Stormwater study will aid management
US engineering consultants Black & Veatch (B&V) have completed a three-year study of Best Management Practices (BMPs) and Sustainable Urban Drainage Systems (SUDS) that will enhance mutual understanding of stormwater quality management technologies and issues in the US and UK. Changes in land use associated with urbanisation can alter the volume and quality of stormwater runoff.
BMPs and SUDS are measures used in the US and the UK, respectively, to reduce adverse impacts to receiving waters. The study, collectively funded by the Water Environment Research Foundation (WERF), United Kingdom Water Industry Research (UKWIR) and the Awwa Research Foundation (AwwaRF), was launched to obtain more detailed information associated with selected BMPs and SUDS.
WERF research programme director, Jeff Moeller, said, “The study demonstrates how experts from both countries effectively collaborated to deliver a report that advances our practical knowledge of stormwater management techniques and costs.”
The UK research team included HR Wallingford and the Urban Water Technology Centre at the University of Abertay in Dundee. The US team included the Center for Research in Water Resources of the University of Texas in Austin and Glenrose Engineering.
“The collective expertise and efforts have produced a report that will yield international benefits,” said B&V project director Les Lampe.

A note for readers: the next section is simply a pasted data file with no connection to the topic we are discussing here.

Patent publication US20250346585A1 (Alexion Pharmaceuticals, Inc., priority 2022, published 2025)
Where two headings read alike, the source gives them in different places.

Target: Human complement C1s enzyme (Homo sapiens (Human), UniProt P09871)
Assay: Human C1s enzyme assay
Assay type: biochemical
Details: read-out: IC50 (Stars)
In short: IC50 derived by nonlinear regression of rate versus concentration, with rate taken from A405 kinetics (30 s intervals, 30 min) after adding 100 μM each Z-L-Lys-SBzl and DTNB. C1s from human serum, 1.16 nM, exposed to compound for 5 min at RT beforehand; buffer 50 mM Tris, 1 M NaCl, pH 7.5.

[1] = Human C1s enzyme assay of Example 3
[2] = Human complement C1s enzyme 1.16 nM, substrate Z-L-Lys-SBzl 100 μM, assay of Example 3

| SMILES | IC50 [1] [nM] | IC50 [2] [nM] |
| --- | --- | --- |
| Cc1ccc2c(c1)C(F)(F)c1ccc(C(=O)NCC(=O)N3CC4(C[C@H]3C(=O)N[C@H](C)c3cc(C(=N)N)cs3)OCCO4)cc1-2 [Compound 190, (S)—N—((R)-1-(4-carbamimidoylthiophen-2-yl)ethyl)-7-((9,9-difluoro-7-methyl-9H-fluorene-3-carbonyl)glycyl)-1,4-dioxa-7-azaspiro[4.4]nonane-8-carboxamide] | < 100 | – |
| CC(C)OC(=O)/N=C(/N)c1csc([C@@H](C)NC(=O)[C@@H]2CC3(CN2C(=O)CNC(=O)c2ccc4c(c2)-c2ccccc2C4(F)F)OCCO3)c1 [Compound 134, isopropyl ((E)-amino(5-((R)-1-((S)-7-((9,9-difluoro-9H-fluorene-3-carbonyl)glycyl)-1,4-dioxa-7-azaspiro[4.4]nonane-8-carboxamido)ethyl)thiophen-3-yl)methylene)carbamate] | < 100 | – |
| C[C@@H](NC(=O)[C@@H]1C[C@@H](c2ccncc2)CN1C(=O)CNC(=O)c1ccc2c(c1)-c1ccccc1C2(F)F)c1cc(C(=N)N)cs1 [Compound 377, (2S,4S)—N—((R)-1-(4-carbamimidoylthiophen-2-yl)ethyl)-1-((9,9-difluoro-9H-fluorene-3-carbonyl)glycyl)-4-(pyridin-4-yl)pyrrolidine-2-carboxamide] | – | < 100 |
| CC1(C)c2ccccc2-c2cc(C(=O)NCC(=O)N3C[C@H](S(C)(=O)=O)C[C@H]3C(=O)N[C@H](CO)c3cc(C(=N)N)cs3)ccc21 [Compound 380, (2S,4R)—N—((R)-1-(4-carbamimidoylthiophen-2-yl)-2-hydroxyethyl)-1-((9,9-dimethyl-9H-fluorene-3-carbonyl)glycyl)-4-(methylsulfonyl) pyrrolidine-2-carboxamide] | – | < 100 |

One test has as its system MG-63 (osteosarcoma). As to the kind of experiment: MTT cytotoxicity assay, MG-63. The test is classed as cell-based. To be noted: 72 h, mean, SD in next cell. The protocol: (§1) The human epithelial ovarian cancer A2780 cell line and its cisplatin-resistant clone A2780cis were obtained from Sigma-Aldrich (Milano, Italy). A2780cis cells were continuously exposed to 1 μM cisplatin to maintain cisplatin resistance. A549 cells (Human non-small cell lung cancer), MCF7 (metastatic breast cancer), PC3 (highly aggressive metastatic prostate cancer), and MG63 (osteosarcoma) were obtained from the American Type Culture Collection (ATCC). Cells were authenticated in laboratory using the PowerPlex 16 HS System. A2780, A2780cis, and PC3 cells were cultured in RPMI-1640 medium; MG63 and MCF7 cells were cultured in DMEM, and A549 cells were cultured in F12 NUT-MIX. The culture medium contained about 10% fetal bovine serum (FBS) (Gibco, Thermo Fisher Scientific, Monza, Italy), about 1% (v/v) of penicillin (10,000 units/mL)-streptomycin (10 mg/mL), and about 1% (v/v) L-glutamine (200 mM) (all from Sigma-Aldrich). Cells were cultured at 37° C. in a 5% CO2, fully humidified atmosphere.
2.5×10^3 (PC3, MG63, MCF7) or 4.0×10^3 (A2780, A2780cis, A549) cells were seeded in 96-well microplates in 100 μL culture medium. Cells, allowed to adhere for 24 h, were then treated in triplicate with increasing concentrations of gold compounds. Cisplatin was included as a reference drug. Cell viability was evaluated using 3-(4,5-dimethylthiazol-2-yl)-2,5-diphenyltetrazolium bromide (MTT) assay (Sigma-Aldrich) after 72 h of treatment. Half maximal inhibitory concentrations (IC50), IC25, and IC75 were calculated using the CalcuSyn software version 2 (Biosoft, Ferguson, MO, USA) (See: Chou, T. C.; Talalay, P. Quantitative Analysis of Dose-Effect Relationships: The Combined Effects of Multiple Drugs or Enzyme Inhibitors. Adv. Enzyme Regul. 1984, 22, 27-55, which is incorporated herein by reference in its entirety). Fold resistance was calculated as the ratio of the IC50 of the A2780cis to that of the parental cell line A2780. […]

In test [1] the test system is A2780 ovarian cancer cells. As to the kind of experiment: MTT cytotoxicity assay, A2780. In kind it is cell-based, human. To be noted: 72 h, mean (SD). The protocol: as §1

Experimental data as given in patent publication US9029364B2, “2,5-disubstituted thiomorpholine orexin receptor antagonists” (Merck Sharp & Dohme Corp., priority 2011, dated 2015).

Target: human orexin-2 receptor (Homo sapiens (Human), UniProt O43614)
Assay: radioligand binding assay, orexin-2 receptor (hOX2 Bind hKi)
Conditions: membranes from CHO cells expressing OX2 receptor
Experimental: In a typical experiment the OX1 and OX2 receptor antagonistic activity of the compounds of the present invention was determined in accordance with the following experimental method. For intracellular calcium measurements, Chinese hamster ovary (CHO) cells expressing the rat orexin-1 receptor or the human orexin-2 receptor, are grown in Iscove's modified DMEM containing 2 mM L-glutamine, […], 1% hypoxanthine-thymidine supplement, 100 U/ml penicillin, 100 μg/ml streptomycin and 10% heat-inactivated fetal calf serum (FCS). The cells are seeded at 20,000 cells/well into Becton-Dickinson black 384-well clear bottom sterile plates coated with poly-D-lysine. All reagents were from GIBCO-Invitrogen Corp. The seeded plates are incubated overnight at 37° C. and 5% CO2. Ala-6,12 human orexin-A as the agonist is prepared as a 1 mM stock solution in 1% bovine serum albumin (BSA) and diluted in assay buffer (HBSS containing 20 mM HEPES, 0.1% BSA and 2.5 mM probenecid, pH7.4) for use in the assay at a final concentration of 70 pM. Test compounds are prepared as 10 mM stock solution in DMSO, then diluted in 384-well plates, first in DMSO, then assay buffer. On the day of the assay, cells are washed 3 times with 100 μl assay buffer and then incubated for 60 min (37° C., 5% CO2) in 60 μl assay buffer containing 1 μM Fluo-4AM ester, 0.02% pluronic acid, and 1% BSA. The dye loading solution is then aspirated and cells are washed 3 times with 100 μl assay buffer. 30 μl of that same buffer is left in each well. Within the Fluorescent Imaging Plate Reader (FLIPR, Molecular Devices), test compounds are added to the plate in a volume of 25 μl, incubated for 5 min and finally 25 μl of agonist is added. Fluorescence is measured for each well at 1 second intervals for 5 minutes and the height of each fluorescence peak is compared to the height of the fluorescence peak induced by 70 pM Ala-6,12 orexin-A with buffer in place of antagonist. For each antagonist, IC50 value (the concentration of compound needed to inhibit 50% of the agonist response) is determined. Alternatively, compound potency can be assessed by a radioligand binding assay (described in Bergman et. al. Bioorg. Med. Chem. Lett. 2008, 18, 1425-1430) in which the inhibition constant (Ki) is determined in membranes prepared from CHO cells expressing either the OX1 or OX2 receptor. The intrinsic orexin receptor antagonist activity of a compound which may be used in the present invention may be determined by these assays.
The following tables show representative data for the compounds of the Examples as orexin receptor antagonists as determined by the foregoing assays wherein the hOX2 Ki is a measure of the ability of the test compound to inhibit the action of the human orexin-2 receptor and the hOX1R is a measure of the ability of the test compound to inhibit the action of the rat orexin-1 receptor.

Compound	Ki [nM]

Participants conducted an extensive review of the scientific literature and a survey of existing information on BMPs and SUDS, then performed in-depth assessment of the performance, maintenance requirements and whole-life costs of selected BMPs/SUDS. Evaluation focused on retention ponds, extended detention basins, vegetated swales, bioretention systems, porous pavement and infiltration facilities.
The study also resulted in the development of a whole-life cost model that demonstrates that the level of maintenance had a pronounced effect on whole-life costs for most facilities. Also, in many jurisdictions, vegetation management dominated the maintenance activities rather than sediment, debris and trash removal, or structural repair.
The report, Performance and Whole Life Costs of Best Management Practices and Sustainable Urban Drainage Systems, is now available from the Water Environment Research Foundation at www.werf.org.
“The research results will be of great value to all of our stormwater agencies, particularly in determining the whole-life costs of stormwater management facilities,” said UKWIR director Michael Farrimond.